How to eat healthy at the airport

With a little preparation and by sticking to a few simple dietary rules, there are ways to stay healthy and eat well while travelling. We asked nutritionist Sarah West to share her top advice on how to eat healthily in the airport and on-board.

Eating healthily at the airport

A recent survey by airport parking provider Purple Parking showed the food options at Luton Airport to be some of the least healthy of UK airports, with 2 out of 3 travellers rating the food as unhealthy. Airports can be difficult spots to find healthy meal choices but for those wanting to stick to their diet (and not undo all their good pre-holiday work!) it’s possible to find healthy food options at the airport, it just takes a bit of pre-planning.

With a little preparation and by sticking to a few simple dietary rules, there are ways to stay healthy and eat well while travelling. We asked nutritionist Sarah West to share her top advice on how to eat healthily in the airport and on-board.

Food choices

Frequent plane travel can be tiring, stressful and uncomfortable, so it's worth knowing which food and drink to stick to in order to minimise the negative impact on your wellbeing.

A few simple food choices can help you stay feeling your best when travelling:

• Airplanes are renowned for spreading germs due to the confined space, so give your immune system a boost before you fly with plenty of colourful, antioxidant-rich fresh fruit. Berries have a high water content so are an ideal choice as they're also very hydrating.

• Drink plenty of clear fluids, such as herbal teas and water, to help avoid dehydration when in the air. Try to stay away from caffeine-heavy drinks or alcohol, as these will only dehydrate you further. Too much salt can also have a negative effect on hydration levels, so avoid crisps, pretzels or salted nuts before you fly.

• Digestion is harder for your body at 35,000 feet, so don't be tempted by a three course dinner; keep it light and relatively low in fat to help avoid discomfort later in the day. Choose chicken or fish items that can be grilled or steamed and add a side of vegetables or salad.

• Wholegrain sandwiches packed with lean protein like ham, fish or chicken will help you stay fuller for longer, helping to stop any mid-flight snack attacks.

• Add a source of protein, such as natural yoghurt or whole nuts, to each meal or snack. This will help balance sugar levels and keep you feeling alert and energised throughout the journey. Natural yoghurt can also help to ease any digestive discomfort.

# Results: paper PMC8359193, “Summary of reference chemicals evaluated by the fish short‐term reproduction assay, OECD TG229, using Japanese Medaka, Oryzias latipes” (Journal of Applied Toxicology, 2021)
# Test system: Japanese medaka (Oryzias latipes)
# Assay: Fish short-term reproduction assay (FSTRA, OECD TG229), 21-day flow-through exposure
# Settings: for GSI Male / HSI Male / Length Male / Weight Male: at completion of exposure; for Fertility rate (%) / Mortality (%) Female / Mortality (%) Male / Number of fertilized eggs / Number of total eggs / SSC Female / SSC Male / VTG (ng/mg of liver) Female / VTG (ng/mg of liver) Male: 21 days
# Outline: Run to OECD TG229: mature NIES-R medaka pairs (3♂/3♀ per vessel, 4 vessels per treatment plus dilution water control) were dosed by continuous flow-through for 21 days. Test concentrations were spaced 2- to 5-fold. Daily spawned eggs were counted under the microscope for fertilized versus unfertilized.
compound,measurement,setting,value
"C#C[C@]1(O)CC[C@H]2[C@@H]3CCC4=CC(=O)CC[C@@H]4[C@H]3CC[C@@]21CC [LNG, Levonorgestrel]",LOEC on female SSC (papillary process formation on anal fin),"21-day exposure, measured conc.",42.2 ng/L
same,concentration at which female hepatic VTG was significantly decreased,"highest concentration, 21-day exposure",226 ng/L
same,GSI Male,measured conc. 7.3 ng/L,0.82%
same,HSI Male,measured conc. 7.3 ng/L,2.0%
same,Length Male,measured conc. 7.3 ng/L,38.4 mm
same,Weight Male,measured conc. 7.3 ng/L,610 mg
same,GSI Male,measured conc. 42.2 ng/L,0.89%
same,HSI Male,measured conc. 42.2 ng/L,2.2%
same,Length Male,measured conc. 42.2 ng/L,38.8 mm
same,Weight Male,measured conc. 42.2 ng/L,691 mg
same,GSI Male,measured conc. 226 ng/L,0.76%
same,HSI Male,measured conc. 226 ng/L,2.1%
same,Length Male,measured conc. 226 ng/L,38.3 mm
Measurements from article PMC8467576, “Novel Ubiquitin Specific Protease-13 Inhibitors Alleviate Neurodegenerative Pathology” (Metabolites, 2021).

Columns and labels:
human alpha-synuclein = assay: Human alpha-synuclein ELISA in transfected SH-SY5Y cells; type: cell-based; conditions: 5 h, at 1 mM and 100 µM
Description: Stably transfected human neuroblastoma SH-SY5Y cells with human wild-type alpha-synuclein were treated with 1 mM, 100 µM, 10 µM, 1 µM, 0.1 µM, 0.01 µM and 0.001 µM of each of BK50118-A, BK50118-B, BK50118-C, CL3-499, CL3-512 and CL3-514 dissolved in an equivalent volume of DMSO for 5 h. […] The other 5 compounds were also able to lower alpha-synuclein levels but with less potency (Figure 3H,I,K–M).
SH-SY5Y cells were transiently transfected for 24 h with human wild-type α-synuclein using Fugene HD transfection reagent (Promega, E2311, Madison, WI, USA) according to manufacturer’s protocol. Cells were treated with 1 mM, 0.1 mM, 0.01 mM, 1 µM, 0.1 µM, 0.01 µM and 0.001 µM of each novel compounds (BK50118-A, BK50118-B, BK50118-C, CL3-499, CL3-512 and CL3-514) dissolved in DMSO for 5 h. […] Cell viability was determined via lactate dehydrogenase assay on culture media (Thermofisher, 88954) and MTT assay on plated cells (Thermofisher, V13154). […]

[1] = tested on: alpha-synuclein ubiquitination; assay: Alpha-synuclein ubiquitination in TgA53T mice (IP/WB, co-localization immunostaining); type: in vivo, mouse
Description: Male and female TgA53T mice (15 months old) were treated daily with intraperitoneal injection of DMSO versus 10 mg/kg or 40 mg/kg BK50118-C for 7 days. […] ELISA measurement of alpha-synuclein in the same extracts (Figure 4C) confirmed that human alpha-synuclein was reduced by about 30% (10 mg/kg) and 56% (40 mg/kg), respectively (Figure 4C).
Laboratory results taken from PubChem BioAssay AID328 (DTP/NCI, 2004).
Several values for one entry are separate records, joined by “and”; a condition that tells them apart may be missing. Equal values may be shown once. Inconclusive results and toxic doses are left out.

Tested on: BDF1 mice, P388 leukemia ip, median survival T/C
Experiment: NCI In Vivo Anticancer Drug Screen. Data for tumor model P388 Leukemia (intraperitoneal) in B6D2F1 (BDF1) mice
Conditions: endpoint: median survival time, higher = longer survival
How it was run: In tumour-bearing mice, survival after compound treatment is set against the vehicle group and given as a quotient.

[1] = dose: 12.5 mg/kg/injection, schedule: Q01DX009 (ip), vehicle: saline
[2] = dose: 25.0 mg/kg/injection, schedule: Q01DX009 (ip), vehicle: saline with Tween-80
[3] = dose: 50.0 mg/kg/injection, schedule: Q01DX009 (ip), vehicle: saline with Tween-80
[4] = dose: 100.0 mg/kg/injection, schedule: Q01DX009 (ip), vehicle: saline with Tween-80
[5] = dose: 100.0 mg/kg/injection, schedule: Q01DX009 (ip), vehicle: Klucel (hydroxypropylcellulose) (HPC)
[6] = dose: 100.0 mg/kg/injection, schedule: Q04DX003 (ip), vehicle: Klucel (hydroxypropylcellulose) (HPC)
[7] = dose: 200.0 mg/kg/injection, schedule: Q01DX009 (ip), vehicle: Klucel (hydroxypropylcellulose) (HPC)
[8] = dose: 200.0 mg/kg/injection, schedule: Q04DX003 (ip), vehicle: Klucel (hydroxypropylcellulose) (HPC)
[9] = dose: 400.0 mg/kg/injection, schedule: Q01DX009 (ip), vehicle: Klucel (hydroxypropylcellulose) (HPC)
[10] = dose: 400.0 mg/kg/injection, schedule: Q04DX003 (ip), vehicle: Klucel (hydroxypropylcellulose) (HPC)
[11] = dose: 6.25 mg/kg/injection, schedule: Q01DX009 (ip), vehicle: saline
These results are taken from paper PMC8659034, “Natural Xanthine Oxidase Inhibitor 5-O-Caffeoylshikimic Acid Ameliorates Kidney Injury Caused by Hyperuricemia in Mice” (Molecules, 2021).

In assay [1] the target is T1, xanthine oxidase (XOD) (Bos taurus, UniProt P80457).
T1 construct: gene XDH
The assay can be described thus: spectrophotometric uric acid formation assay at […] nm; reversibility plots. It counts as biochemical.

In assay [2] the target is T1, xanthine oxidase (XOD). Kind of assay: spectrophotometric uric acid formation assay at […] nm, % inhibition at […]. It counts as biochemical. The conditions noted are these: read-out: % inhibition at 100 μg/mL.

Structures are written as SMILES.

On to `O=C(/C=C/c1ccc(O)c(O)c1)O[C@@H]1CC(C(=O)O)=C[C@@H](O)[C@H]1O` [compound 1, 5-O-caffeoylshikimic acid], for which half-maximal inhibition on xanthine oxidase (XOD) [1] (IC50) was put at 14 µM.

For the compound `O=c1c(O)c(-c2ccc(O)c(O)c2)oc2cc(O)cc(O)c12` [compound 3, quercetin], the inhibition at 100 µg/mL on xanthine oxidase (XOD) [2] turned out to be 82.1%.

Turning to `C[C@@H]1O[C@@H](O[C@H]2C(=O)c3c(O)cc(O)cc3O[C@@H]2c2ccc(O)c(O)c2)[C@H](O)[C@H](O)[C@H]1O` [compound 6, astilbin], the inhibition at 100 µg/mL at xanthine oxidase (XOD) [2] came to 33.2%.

For a handy guide to put in your back pocket with the best food and drink options to choose when flying, download this Healthy Guide to Airport Food and follow the tips for breakfast, lunch, dinner and snacks. It makes life easy with top recommendations for snacks and meals available at main airport restaurant chains.

Before you leave home

Whilst the liquids you can carry through airport security are still restricted to 100ml containers, solid food is actually permitted. Packing a tub of healthy snacks could be really beneficial for keeping calorie and fat content down and staying healthy and refreshed while travelling.

A tub of fruit, nuts or a home-made sandwich or wrap can be tucked into your hand luggage and will save you relying on the restaurants and cafes at your terminal - particularly worth doing if you have certain allergies or eating restrictions. This also has the benefit of keeping costs down and means you won’t rush food choices and fall into bad habits if you are pushed for time at the airport.

Be aware that some countries don't permit certain food types, such as meat or dairy to be brought in from overseas, so if you plan on carrying your food further than the plane, you will need to research the regulations of your final destination.

At the airport

If you're unable to prepare your own food you will be restricted to eating at the limited dining spots on offer at your terminal. Before your trip, take a few minutes to research your departure terminal to find out what restaurants and cafes are there, and take a peek at their menus if possible. That way, you'll be able to pre-plan snacks or meals to suit your individual dietary needs.

There's likely to be the obligatory fast food joints, such as a KFC, McDonalds or Burger King, and whilst these do serve a few healthier options, it can be difficult to make positive choices when faced with such a wide array of calorific foods, Most UK airports, including 'unhealthy' Luton, have a Pret a Manger or EAT café onsite, and if you research beforehand you can usually pick out healthy options from one of these. Likewise, from the 'pub' style restaurants, you can choose a healthier dish like a salad or soup. If you feel like splashing out (especially if you are travelling as part of your holiday) then some of the larger airports like Heathrow or Gatwick have seafood bars offering light options such as oysters and prawns as a delicious pre-flight meal, although these spots can prove fairly pricey.

In-flight dining

When flying, particularly long-haul, you are very much at the mercy of the airline and the dishes and snacks they provide. If you're likely to be eating on board and hope to maintain a healthy diet, you will need to research the menus of your specific airline. If you're with a carrier that provides complimentary food, call ahead of time to discuss the likely options. By giving a minimum of 48 hours’ notice you can often pick a meal that suits your specific needs, such as vegetarian, gluten-free, low calorie or low sodium.

Even budget airlines should provide a selection of healthy snack and meal items, although these will vary depending on which carrier you're with and will often need to be purchased on-board. For example, EasyJet currently stocks a healthy 'Couscous and Lentil Wholesome Pot', with no added salt or sugar, as well as nuts and seeds for snacking.